For a better understanding of the present invention together with other and further objects thereof, reference is made to the following description, taken in connection with the accompanying drawing, and its scope will be pointed out in the appended claims.

3,377,103 Patented Apr. 9, 1968 Referring now to the drawing: 7

FIG. 1 is a fragmentary cross-sectional view of a vacuum mold used to construct the cushion of the present invention;

FIG. 2 is a top plan view of a ventilated cushion made in accordance with the present invention;

FIG. 3 is a front elevation of a cushion made in accordance with the present invention; and

FIG. 4 is a cross-sectional view of the cushion taken along line 44 in FIG. 2.

The cushion is illustrated in FIGS. 2, 3 and 4 as a bucket-type seat having a body portion 10 with laterally extending portions 11 and 12 and a plurality of longitudinally extending ribs 13. Body portion 10 is preferably constructed to latex foam material, however other foams, such as, polyurethane and vinyl 'foams may be usable with this invention. Since latex foam is most susceptible to oxidation when contacted with air, this invention has the most utility with cushions constructed of latex foam. Although this invention is illustrated as a bucket-type seat construction, it will be apparent that the invention has utility with other types and shapes of cushions.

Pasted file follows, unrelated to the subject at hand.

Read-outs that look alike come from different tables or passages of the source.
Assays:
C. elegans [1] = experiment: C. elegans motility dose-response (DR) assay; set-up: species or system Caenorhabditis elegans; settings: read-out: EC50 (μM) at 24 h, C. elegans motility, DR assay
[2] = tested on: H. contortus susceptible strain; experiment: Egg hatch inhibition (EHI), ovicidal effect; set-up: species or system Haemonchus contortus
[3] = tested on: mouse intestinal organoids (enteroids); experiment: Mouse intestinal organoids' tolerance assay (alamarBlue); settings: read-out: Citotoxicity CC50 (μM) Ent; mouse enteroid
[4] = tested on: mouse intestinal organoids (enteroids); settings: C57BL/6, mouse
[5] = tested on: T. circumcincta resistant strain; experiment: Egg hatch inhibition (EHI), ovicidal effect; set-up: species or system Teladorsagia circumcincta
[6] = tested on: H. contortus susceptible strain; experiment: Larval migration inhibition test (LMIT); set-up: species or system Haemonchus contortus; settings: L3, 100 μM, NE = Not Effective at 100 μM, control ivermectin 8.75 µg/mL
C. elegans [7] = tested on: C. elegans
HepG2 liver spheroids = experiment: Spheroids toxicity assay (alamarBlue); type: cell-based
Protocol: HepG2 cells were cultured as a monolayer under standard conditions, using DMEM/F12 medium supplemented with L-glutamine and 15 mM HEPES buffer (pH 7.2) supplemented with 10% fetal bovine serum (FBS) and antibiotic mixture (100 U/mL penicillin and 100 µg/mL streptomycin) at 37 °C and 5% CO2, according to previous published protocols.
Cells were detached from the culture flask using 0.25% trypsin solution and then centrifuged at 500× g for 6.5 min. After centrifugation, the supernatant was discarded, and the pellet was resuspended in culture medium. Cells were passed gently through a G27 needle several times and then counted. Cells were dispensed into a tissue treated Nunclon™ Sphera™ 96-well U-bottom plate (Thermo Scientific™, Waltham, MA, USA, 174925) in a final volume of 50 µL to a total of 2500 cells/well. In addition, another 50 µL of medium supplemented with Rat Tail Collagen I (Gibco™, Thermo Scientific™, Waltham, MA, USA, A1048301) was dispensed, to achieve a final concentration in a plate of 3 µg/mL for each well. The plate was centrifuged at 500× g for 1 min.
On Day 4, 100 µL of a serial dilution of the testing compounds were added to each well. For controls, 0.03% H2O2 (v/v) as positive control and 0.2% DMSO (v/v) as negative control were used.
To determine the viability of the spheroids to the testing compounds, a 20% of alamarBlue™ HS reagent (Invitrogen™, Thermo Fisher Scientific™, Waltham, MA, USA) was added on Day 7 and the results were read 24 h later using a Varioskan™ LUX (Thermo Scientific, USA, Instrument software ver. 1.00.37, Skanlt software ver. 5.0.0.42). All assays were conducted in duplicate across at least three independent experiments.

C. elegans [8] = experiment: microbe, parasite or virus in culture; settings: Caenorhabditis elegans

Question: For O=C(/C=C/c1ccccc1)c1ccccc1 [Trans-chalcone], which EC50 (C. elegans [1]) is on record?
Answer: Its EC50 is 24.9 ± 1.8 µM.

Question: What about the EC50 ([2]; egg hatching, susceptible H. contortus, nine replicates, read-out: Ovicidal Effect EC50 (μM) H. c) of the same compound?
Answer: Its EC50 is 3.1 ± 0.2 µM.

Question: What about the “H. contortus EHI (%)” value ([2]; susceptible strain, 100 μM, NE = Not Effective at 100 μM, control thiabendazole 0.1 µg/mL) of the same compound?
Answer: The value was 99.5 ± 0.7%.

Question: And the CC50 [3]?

A covering material 14 is secured to the seat portion of the foam and is conformed to the contour of ribs 13.- Covering material 14 may be a vinyl or other plastic sheet or a vinyl or plastic coated fabric.

A plurality of conduits 15 are embedded in body portion 10 in contact with fabric 14 at the base portion of each rib 13. Conduits 15 are sealed at one end at 16 (see FIG. 2) and are interconnected at their other ends by a conduit 17 which extends outwardly from the body portion 10. Conduit 17 is connected to an air source (not shown) and is adapted to supply air to the interior of conduits 15. Although the invention is illustrated with a plurality of conduits 15, a single conduit arranged in a serpentine pattern throughout the cushion would be equally as effective for distributing air to theseat portion of the cushion.

Although it is not critical, a soft flexible neoprene rubber is used for conduits 15. It is important that the conduits remain flexible over a reasonable temperature range and that they be unaffected by the air flowing therethrough. Also, the softness and flexibility of the rubber renders the con-duits relatively undetectable from the seat portion of the cushion and creates no discomfort to the user.

Referring to FIG. 4, apertures 18 are formed through the covering material 14 at the base of ribs 13 where the covering material is in contact with conduits 15. Likewise, apertures 19 are formed through the wall of conduits 15 in alignment with apertures 18. Consequently, air forced through conduit 17 into the interior of conduits 15 will pass upwardly through apertures 19 and apertures 18 onto the seat portion of the cushion. The deep indentations between ribs 13 remove conduits 15 a sufiicient distance from the outer seat portion that the conduits are virtually undetectable and yet are effective to supply an appropriate amount of ventilating air to the seat portion.